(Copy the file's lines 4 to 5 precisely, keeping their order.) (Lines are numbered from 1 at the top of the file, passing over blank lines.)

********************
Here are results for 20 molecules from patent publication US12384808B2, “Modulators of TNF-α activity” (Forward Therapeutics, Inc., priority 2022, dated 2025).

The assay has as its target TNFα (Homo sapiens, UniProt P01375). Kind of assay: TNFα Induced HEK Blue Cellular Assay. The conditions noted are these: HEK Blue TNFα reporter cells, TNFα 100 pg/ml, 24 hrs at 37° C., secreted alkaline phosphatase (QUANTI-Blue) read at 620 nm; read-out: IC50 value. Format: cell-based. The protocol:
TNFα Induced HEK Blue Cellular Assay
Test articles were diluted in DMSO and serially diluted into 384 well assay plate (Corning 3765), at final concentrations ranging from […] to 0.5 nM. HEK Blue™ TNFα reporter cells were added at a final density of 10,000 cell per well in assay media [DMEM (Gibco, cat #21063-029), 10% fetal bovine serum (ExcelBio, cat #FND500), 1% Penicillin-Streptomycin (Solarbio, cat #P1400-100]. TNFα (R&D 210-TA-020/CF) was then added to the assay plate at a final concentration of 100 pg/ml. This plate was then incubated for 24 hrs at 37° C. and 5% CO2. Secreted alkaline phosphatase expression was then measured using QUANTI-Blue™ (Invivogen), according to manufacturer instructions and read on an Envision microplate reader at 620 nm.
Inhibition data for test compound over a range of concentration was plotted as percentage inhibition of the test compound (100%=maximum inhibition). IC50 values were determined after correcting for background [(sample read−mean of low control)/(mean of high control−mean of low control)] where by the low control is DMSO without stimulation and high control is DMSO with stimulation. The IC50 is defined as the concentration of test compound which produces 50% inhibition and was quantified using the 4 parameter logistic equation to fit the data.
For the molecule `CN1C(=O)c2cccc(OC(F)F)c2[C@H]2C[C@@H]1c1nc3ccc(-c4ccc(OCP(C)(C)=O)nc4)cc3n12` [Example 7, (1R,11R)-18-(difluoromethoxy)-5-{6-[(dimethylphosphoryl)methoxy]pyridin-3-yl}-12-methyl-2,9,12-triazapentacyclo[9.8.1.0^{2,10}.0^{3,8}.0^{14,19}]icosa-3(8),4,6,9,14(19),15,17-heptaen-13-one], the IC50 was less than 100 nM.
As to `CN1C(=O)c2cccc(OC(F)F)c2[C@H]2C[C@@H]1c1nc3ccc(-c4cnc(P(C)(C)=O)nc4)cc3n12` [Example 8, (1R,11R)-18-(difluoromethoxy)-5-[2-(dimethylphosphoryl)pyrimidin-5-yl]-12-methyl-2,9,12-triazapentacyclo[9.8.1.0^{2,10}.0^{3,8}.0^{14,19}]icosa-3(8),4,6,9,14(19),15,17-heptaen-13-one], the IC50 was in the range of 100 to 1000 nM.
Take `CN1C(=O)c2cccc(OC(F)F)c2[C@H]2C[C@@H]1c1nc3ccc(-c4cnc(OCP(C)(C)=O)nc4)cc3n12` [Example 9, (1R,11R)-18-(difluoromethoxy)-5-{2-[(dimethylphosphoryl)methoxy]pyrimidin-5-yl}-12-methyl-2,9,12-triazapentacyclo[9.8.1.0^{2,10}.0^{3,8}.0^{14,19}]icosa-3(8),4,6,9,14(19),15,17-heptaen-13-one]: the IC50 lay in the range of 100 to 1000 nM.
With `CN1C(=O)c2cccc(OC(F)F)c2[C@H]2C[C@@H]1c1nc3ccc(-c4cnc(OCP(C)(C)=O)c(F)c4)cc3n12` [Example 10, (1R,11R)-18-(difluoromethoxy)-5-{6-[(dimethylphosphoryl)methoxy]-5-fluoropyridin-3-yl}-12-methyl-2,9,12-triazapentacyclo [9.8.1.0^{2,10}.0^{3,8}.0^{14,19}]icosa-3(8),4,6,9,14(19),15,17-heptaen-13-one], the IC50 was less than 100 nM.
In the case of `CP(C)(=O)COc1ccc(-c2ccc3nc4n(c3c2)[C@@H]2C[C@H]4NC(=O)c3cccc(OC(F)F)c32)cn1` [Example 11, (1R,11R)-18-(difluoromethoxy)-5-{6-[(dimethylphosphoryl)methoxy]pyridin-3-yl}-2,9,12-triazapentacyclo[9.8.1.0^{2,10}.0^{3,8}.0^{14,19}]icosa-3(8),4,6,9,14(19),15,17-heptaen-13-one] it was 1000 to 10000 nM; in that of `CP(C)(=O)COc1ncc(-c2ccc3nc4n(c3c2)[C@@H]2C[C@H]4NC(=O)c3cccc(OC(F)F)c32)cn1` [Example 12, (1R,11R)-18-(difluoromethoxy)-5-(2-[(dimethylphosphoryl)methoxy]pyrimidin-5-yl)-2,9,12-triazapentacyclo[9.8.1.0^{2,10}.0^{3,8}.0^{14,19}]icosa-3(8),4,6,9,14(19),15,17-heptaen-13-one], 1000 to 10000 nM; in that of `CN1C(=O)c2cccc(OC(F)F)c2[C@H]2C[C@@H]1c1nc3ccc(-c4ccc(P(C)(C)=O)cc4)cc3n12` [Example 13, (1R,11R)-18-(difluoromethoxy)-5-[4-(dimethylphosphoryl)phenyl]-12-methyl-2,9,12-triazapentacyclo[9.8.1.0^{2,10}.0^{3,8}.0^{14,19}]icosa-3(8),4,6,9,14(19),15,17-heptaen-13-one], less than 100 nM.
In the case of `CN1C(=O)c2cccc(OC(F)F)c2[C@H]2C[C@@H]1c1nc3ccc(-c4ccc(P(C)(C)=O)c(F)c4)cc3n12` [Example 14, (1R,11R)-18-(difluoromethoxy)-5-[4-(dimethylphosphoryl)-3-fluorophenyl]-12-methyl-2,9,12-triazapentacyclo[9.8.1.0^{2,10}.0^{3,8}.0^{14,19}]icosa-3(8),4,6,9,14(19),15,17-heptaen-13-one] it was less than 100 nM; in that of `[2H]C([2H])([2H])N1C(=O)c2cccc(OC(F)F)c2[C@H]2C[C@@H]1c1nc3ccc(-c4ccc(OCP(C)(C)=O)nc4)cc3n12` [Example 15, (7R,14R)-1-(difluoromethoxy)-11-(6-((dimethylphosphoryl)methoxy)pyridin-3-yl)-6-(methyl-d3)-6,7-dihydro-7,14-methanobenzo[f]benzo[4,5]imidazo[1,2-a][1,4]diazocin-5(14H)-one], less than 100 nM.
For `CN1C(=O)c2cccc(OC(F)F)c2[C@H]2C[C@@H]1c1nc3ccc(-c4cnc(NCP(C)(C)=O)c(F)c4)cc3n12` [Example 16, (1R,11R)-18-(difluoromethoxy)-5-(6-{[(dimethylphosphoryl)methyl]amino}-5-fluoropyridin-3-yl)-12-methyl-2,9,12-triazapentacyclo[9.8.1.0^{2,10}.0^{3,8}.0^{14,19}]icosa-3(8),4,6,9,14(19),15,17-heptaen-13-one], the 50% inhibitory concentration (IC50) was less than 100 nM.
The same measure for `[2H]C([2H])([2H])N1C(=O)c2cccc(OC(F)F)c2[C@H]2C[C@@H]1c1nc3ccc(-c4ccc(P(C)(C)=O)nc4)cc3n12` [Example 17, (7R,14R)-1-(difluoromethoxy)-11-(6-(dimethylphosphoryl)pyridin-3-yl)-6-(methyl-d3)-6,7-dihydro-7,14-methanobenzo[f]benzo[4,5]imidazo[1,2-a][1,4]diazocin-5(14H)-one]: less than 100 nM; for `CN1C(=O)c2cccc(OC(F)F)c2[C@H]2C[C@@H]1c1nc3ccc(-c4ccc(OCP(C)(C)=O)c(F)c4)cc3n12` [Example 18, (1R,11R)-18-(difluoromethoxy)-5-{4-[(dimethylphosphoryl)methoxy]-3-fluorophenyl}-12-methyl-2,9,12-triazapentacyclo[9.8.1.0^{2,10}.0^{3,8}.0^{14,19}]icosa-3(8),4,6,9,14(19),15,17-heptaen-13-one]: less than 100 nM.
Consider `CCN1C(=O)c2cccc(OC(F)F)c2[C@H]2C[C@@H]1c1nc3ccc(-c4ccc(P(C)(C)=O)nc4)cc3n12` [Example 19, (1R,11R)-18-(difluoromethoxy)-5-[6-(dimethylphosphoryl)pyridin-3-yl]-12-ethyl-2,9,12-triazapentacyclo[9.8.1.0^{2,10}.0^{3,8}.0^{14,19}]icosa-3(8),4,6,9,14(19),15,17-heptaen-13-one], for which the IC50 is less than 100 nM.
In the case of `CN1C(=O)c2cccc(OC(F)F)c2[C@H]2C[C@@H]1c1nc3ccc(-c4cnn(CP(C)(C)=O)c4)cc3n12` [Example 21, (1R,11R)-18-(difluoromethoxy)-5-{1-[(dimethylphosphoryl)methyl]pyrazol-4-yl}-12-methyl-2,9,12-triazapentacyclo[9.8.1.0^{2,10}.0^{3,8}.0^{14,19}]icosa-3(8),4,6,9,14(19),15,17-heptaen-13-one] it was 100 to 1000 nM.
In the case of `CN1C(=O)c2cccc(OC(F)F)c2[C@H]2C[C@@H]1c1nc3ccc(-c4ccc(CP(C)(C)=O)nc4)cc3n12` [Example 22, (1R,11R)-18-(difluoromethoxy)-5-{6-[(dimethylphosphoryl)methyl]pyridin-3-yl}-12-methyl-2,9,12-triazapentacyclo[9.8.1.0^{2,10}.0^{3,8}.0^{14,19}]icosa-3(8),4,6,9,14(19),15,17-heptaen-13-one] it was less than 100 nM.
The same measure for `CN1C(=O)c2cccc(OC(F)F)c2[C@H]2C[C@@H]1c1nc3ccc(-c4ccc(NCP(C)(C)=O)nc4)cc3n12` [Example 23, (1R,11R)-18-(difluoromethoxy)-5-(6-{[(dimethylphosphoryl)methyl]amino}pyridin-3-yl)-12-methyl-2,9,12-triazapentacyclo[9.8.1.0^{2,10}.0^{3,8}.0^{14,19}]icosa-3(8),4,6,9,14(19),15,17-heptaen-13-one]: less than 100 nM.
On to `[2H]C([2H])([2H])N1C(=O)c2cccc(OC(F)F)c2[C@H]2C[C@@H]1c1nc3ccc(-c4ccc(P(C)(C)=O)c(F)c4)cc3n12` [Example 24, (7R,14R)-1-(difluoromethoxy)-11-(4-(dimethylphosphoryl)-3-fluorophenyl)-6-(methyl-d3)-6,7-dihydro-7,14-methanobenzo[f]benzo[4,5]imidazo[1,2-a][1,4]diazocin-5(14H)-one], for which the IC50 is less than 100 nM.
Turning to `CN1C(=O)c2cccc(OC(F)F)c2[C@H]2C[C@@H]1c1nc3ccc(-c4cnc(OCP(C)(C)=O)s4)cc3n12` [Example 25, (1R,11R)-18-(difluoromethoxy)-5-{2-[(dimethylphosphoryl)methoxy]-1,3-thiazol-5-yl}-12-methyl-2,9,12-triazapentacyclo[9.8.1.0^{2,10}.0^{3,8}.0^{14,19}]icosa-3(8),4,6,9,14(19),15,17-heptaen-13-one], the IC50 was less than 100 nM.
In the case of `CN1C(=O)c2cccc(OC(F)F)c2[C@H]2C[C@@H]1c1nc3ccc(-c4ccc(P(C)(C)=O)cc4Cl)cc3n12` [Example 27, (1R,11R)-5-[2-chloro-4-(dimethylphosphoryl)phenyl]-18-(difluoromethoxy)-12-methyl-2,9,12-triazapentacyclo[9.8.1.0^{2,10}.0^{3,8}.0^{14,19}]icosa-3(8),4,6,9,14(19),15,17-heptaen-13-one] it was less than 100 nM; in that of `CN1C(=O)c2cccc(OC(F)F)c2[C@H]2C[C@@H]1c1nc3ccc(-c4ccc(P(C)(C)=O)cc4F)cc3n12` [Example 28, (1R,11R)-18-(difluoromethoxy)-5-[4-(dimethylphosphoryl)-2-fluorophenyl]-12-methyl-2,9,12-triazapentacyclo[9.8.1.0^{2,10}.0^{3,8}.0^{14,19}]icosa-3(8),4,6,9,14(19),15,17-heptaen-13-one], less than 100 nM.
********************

Test articles were diluted in DMSO and serially diluted into 384 well assay plate (Corning 3765), at final concentrations ranging from […] to 0.5 nM. HEK Blue™ TNFα reporter cells were added at a final density of 10,000 cell per well in assay media [DMEM (Gibco, cat #21063-029), 10% fetal bovine serum (ExcelBio, cat #FND500), 1% Penicillin-Streptomycin (Solarbio, cat #P1400-100]. TNFα (R&D 210-TA-020/CF) was then added to the assay plate at a final concentration of 100 pg/ml. This plate was then incubated for 24 hrs at 37° C. and 5% CO2. Secreted alkaline phosphatase expression was then measured using QUANTI-Blue™ (Invivogen), according to manufacturer instructions and read on an Envision microplate reader at 620 nm.
Inhibition data for test compound over a range of concentration was plotted as percentage inhibition of the test compound (100%=maximum inhibition). IC50 values were determined after correcting for background [(sample read−mean of low control)/(mean of high control−mean of low control)] where by the low control is DMSO without stimulation and high control is DMSO with stimulation. The IC50 is defined as the concentration of test compound which produces 50% inhibition and was quantified using the 4 parameter logistic equation to fit the data.